In the case of the Higgs, physicists can only infer its existence and its properties from the more mundane particles it decays to produce—say, gamma-ray photons or pairs of electrons. The new particle has the right mass to be the Higgs and broadly decays as predicted, although a few ambiguities remain. Fortunately, more data are right around the corner. "We have only recorded one third of the data expected in 2012," ATLAS spokesperson Fabiola Gianotti of CERN said during her presentation. "This is just the beginning. There is more to come."
Both Gianotti and CMS spokesperson Joe Incandela of the University of California, Santa Barbara, were greeted by large outbursts of applause when they displayed the slides outlining the results of their Higgs search.
"There aren’t many discoveries like this," Columbia physicist Brian Cole told the group assembled on campus for the early-morning viewing party. "This trumps, I would say, everything in my physics career.…So I hope you all remember this for the rest of your lives."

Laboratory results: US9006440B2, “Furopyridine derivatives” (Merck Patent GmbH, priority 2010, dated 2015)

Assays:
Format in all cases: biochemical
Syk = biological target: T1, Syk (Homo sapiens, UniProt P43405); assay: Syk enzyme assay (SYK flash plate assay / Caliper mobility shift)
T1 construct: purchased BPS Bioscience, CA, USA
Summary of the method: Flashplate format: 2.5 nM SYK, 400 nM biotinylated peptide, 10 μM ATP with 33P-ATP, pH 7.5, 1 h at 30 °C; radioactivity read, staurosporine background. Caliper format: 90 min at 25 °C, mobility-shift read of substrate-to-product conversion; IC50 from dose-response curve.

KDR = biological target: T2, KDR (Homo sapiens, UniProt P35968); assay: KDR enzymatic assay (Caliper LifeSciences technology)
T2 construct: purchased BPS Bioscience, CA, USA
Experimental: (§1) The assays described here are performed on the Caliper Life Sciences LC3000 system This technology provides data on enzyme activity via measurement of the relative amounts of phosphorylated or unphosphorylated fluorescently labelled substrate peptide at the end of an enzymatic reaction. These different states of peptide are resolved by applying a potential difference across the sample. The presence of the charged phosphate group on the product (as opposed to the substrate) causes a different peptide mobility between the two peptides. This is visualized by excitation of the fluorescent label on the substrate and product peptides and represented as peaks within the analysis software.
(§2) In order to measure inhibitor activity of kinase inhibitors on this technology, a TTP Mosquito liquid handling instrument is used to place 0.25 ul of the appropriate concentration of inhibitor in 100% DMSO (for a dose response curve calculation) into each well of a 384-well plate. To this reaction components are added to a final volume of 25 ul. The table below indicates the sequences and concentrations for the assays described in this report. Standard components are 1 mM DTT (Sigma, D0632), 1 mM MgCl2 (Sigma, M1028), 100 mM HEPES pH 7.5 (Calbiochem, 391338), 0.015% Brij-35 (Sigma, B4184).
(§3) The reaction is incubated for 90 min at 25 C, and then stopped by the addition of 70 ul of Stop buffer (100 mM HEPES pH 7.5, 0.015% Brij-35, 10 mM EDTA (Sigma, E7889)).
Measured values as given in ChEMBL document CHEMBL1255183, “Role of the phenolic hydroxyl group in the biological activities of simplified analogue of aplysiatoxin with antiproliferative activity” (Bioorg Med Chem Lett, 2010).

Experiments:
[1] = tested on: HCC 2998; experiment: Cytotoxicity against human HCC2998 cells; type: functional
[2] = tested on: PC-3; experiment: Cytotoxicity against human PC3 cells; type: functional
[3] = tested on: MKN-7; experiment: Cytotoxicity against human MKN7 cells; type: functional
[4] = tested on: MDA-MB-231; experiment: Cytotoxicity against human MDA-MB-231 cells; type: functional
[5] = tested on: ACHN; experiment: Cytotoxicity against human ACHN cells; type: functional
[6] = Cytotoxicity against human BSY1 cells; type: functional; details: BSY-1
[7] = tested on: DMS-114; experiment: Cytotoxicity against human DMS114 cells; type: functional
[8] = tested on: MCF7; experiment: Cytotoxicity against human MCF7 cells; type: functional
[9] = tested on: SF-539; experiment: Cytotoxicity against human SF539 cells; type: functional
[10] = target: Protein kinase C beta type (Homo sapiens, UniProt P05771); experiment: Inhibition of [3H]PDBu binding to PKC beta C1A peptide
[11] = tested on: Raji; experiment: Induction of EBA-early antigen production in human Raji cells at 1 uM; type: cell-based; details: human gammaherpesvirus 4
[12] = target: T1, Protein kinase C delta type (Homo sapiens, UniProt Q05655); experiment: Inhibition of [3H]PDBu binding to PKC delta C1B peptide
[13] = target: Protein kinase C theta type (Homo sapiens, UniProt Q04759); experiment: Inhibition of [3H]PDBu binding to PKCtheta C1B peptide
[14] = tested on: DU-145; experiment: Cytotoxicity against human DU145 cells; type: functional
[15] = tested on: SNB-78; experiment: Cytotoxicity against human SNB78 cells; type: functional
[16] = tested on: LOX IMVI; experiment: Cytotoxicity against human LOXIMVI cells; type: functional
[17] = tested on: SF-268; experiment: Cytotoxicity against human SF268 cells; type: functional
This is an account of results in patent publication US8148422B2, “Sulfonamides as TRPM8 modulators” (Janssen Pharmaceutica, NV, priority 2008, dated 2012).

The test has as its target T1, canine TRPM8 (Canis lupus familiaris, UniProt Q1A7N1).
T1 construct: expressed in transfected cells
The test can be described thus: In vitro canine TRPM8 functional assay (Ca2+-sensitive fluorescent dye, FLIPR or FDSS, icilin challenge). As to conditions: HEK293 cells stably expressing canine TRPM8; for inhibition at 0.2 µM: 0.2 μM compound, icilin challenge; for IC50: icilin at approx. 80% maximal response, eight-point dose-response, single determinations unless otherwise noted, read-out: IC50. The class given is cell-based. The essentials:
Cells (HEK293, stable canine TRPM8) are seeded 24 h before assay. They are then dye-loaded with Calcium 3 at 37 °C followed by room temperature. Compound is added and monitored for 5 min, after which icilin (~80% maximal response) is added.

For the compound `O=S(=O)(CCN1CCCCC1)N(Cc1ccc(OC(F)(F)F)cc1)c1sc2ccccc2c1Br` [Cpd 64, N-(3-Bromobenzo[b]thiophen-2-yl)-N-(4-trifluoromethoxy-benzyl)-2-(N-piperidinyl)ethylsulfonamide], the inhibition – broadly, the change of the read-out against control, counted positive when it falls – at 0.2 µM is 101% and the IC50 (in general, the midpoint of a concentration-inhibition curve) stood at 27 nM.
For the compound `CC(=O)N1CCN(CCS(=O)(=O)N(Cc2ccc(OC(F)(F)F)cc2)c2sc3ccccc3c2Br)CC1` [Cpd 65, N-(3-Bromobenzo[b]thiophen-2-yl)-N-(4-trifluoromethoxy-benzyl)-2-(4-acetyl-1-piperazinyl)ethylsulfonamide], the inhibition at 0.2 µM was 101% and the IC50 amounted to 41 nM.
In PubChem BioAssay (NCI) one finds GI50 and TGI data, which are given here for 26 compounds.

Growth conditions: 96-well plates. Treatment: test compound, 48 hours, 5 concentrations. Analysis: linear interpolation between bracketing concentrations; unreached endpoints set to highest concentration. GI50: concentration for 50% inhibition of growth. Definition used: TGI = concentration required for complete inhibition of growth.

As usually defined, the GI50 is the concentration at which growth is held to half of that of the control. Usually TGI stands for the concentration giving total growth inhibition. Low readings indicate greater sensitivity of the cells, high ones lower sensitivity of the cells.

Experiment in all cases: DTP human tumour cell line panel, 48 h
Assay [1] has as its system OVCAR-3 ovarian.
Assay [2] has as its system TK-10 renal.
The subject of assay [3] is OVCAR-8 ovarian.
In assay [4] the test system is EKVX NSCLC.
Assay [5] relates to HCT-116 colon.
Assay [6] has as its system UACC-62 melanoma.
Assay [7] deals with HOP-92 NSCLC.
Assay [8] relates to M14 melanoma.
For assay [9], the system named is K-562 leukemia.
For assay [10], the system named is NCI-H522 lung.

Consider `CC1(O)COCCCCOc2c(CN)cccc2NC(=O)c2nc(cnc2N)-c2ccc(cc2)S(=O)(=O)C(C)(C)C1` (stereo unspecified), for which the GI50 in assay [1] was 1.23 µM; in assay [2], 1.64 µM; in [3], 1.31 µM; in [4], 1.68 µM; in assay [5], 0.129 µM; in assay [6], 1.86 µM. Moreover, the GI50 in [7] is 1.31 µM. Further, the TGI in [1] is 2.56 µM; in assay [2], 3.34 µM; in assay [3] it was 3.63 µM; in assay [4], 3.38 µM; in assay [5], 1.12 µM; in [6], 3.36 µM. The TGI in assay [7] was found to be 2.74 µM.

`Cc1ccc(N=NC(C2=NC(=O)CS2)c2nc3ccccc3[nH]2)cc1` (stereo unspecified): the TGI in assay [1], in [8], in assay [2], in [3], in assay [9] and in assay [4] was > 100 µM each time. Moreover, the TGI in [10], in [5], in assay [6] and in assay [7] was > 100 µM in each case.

Just before sunrise, four Columbia undergraduates made their way out of the library and back across campus. Only two of them were studying physics, they said—one was focusing on chemistry and another on math. But they all agreed that it had been worth staying up late to see history in the making.